A New Narrative for Afghanistan
June 8, 2016
Following national elections in 2014 and the formation of the National Unity Government, Afghanistan has entered a new era of reform in what some call a ”transformation decade.” Last week, The Asia Foundation and World Affairs Council hosted a discussion with Afghanistan’s ambassador to the United States, Hamdullah Mohib, and Karl Eikenberry, former U.S. ambassador to Afghanistan and trustee of the Foundation, on the state of Afghanistan’s security, politics, the reform agenda, and future challenges to peace and development.
Ambassador Eikenberry started the discussion looking back at 2014, which he described as a milestone year for Afghanistan. The country pulled off a difficult election – the first time in history a democratic transition of power had taken place. U.S. and international troops ended combat forces, and with it, came a drop in development assistance and funding. So, here we are in the summer of 2016.
”We passed the toughest test of our time in 2014. Looking back, we’re in a much better place today than we were 18 months ago,” said Ambassador Mohib, in an optimistic but cautious assessment of his country’s progress. ”There continues to be more challenges as we go, but the government is able to deal with them more effectively. Despite all the negativity, this proves that Afghanistan has come a long way, and that the work of those who invested in building Afghanistan’s institutions is paying off,” he said.
”Today we have over 135 universities, over 8 million children go to school, 40 percent of them are girls. We have hospitals that perform heart surgeries where even a few years ago, people had to go overseas to just treat something like malaria,” he continued. ”To us, progress is relative. It’s not where we would want it, or where our international partners would want it, but we’re on the right path.”
The Ambassador also spoke about Afghanistan’s role in the region. From the beginning, he said, President Ghani has reached out to Pakistan to move toward what he called more ”normalized relations” with its neighbor. He also spoke on China’s increasing role in Afghanistan’s development: ”With all of our neighbors, especially China being such an important economic actor in the region, we’re trying to build a consensus that peace in Afghanistan is not only important for Afghanistan – instability in Afghanistan could destabilize the region.” Those efforts have been successful to a large degree, he said, as countries in the region increasingly seem to agree that investing in Afghanistan is in their own strategic interests.
On reconciliation and peace, Ambassador Mohib added, ”It’s not just about reconciliation. To bring peace to a country, there have to be different elements which include economic development – 75 percent of Afghans are under 35, and they need jobs, and [they] need a government that is able to deliver services to its people. That’s where the government gets its legitimacy from.”
He echoed comments made earlier that day at Stanford University addressing the diverse and powerful Afghan diaspora spread across the globe and how Afghanistan needs to shape a new identify after decades of conflict. Since the 1970s, people have left the country at different times and have different memories of what the country looked like when they departed. After the U.S. invasion in 2001, he explained, the people who returned all had different visions for how they saw the future.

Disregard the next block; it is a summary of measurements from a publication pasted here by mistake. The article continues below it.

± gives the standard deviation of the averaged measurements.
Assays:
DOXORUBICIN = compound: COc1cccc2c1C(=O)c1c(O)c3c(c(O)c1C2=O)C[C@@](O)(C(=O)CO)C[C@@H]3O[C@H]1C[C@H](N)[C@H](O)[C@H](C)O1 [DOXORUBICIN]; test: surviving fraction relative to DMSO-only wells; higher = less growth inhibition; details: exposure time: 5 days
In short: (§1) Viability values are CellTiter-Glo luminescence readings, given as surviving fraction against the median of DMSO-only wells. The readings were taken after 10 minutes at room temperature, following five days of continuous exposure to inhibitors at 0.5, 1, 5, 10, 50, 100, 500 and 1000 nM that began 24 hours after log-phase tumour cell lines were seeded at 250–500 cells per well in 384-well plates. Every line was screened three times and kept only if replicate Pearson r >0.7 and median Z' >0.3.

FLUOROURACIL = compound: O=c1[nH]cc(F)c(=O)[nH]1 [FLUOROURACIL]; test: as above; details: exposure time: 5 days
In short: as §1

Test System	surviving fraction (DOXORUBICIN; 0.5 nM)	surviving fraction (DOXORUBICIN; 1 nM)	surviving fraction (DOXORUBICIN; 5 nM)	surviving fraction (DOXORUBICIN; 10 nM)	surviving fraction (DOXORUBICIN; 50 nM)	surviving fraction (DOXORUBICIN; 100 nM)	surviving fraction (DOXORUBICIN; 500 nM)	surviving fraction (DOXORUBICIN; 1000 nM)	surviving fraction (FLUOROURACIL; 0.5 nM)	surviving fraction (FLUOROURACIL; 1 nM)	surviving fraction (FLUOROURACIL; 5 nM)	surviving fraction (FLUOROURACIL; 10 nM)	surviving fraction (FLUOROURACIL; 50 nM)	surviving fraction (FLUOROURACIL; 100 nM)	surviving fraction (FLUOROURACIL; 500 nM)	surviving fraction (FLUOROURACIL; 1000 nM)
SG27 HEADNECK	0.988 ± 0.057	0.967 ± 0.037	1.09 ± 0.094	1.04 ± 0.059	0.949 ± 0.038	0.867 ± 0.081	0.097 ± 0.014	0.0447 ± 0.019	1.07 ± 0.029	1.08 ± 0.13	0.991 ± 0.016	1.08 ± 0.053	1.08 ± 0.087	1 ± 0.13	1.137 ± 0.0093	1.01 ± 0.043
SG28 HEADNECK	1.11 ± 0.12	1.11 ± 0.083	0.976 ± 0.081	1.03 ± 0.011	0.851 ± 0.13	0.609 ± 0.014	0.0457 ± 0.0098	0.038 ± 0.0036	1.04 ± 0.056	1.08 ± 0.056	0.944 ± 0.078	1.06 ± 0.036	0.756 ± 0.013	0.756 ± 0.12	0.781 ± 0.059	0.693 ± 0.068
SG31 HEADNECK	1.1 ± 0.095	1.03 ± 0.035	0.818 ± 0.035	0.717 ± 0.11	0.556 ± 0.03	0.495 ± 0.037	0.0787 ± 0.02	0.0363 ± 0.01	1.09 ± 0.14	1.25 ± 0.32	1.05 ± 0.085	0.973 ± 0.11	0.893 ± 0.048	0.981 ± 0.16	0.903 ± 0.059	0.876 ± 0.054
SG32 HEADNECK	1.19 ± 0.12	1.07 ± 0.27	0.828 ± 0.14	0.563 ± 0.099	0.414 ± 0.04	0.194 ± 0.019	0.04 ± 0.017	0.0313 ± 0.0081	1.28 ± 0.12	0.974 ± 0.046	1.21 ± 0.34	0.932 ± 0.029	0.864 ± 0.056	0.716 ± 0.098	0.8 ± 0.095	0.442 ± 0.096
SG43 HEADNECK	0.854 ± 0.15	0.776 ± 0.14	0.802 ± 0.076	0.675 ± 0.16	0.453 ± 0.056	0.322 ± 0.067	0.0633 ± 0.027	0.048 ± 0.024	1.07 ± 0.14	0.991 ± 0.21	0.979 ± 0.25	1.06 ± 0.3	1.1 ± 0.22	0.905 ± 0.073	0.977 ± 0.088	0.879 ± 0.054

”When people talk about Afghanistan, they talk about the divisions that existed at some point. But things have changed. So what is that new change? That’s not deeply understood. In one family you might have three different cultures: one person might have stayed in Afghanistan and went through difficulties of their own, while another left as a refugee to a neighboring country, and another may have left for the West. We all work together to form the new future. This shows the Afghan resilience and our level of tolerance for different views. At the same time, it presents a challenge of having a better understanding of the situation and our problems so we can formulate better solutions for our lasting future.”
On what Afghan-Americans can contribute to the country’s development, he said: ”Afghan Americans believe they must return to Afghanistan to start businesses and build jobs. But if you can’t do that, what you can do from here is interact with other Americans. Sadly, the majority of Americans only receive negative news of Afghanistan, so they have an abstract opinion of [the country]. But talking to you, it becomes real to them. While I may be the official ambassador, you’re all ambassadors of your country. Be involved because your voices here can help your country back home. This is a democratic country, and your representatives have to listen to you. We all can play a role in making sure our gains are sustained.”
Watch the full discussion below.
Alma Freeman is The Asia Foundation’s global communications manager and editor of this blog. The views and opinions expressed here are those of the individual author and not those of The Asia Foundation or its funder.
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